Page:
This is something that I feel the modern dungeon crawler has lost. For the most part, in this genre now mapping is automatic. The notable exception is, of course, the Etrian Odyssey series, and I suspect the designers behind that series and I would get get along very well in reminiscing about the ‘good ol’ days.’ Aside from that series, however, a map that shows you all that you have explored is now made immediately available to you with the simple press of a button.

The map in the original Dungeons & Dragons box set. Boy did I spend hours pouring over this one.

From a playability point of view, and from a user interface perspective, this makes sense, of course. I can only imagine how confused someone less experienced in the dungeon crawler would be if they started to play a ‘crawl and then find themselves hopelessly lost because they didn’t realise that they needed to buy a book of grid paper to go with it. It would be like opening a Christmas present and then discovering that it needed batteries (not included); no one thinks to buy batteries to go with gifts these days, because it’s just assumed that they’ll have rechargeable batteries built into them. When there’s a gift that does require batteries, everyone gets annoyed because the gift is effectively useless until the stores open on Boxing Day.

It’s the same with the dungeon crawler. People are so used to the convenience of not having to map, that the genre is now built around a pace of rapidly moving around the world and occasionally pulling up the map to check the direction that you’re heading. A game that were to require players to draw lines onto a piece of paper is one that would be rapidly dismissed as having a quaint idea that drags the pace of the experience down considerably, and that would only limit their potential audience more.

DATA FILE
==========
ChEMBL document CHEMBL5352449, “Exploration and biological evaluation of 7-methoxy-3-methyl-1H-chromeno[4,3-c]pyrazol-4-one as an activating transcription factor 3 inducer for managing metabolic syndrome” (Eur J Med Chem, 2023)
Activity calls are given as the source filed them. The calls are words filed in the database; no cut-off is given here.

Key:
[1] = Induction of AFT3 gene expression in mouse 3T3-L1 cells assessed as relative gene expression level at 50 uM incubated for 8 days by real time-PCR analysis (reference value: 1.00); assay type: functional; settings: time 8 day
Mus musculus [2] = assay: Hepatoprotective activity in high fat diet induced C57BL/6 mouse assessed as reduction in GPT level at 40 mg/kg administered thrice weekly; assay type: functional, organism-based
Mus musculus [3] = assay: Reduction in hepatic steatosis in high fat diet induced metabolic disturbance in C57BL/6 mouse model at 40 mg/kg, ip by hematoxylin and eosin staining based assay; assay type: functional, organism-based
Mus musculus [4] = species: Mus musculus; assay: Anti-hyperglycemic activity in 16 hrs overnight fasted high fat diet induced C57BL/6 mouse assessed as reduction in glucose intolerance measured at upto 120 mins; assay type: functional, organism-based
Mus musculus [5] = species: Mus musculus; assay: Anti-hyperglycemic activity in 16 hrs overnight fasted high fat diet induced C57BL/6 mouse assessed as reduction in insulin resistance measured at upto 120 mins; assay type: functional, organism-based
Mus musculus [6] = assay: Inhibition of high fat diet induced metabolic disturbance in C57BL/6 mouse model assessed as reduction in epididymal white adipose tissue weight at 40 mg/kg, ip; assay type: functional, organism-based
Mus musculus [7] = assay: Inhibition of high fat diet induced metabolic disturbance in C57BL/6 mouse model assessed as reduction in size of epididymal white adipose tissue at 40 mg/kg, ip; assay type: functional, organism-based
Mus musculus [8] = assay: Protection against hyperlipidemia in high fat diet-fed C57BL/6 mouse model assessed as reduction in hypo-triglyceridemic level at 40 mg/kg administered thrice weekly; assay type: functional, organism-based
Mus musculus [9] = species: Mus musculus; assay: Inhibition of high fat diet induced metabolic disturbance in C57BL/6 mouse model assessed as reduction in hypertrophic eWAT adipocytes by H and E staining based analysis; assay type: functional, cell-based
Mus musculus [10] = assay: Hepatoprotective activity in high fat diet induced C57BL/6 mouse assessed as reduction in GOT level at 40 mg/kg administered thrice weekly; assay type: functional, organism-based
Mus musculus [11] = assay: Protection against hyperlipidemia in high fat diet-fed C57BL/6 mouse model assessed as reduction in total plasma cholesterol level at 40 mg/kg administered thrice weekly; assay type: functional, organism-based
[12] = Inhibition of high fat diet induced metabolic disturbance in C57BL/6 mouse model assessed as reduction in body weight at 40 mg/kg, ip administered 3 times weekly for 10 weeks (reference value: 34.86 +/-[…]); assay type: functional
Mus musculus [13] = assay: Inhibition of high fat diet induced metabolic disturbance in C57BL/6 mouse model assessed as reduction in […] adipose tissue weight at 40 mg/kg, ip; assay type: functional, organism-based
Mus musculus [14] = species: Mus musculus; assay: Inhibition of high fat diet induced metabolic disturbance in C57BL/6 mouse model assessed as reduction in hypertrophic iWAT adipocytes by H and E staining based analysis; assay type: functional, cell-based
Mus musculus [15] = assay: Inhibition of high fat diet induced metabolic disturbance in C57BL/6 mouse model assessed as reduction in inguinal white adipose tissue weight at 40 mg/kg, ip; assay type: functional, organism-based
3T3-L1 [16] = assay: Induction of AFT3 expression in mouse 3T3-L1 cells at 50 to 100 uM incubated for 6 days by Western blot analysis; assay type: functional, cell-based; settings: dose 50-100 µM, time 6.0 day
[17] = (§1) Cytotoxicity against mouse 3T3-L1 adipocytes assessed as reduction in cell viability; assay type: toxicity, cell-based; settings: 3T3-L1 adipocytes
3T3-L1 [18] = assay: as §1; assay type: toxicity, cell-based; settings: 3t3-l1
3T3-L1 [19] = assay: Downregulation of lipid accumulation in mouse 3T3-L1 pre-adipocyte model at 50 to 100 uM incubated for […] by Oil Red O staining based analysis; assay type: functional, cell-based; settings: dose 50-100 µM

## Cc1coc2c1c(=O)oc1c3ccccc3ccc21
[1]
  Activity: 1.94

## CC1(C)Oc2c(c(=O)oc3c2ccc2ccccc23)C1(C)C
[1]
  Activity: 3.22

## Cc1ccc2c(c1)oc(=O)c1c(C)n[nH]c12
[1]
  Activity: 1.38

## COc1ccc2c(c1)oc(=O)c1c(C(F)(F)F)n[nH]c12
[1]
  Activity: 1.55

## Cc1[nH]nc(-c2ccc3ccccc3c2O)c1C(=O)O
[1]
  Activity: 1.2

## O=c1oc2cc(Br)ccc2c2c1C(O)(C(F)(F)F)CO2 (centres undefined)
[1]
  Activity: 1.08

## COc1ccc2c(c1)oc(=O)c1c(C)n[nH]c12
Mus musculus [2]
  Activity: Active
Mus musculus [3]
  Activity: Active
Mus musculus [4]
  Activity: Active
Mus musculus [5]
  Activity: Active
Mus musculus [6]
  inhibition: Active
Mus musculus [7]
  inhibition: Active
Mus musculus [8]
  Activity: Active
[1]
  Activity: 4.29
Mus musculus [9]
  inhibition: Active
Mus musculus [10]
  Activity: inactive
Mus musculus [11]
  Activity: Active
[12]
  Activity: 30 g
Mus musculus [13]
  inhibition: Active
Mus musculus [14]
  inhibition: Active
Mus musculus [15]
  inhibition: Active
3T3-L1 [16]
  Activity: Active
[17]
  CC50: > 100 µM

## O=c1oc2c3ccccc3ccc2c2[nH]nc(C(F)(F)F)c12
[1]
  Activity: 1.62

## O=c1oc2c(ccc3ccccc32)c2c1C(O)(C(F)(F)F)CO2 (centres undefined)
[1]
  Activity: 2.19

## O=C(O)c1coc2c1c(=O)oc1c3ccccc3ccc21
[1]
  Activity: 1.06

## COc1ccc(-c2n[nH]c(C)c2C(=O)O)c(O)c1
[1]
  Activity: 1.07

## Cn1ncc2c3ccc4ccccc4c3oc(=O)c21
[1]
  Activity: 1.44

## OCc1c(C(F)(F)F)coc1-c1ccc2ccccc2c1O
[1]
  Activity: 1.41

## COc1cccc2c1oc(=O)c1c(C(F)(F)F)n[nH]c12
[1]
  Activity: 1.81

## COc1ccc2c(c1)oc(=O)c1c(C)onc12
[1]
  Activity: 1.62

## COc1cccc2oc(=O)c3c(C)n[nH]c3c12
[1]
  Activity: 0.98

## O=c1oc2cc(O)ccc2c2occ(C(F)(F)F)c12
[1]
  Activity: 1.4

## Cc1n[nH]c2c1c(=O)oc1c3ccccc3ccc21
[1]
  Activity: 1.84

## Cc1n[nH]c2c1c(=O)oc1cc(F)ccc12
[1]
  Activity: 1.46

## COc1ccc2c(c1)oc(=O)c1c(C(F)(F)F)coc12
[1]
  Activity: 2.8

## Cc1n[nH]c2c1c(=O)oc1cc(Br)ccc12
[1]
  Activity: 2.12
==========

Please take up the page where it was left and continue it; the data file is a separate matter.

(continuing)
It is, nonetheless, a real pity, because the genre has lost some of that sense of adventure and mystery in taking the responsibility for mapping away from the player. It doesn’t quite feel like you’re helping a party of brave heroes delve deep into a crypt festering with the undead when half the work is being done for you. It would be like if the early explorers that discovered places like Australia and America didn’t need to keep records because their maps were automatically updated as they sailed; sure, that would have made the journeys safer and far more convenient, but those works of art that were early cartography maps of the coastlines of these countries would be lost to us.

Might & Magic 1. This is why you needed grid paper to play this. It was so easy to get very lost.

I still have that box of maps from my early PC playing days. Yellowed and faded (as much from overuse and constant referencing back to them than anything else), I’d never think to claim they were artistic masterpieces like the maps that Columbus and Cook brought back, but they are, nevertheless two things that I can’t help but get nostalgic over; firstly they are tangible memories of my childhood in playing these games, and, secondly, they are are reminder of just how much fun it can be to simply explore a game’s world, when the exploration is left to the initiative of the player, rather than the game’s engine.

– Matt S.
Find me on Twitter: @digitallydownld

This is the bio under which all legacy articles are published (as in the 12,000-odd, before we moved to the new Website and platform). This is not a member of the DDNet Team. Please see the article's text for byline attribution.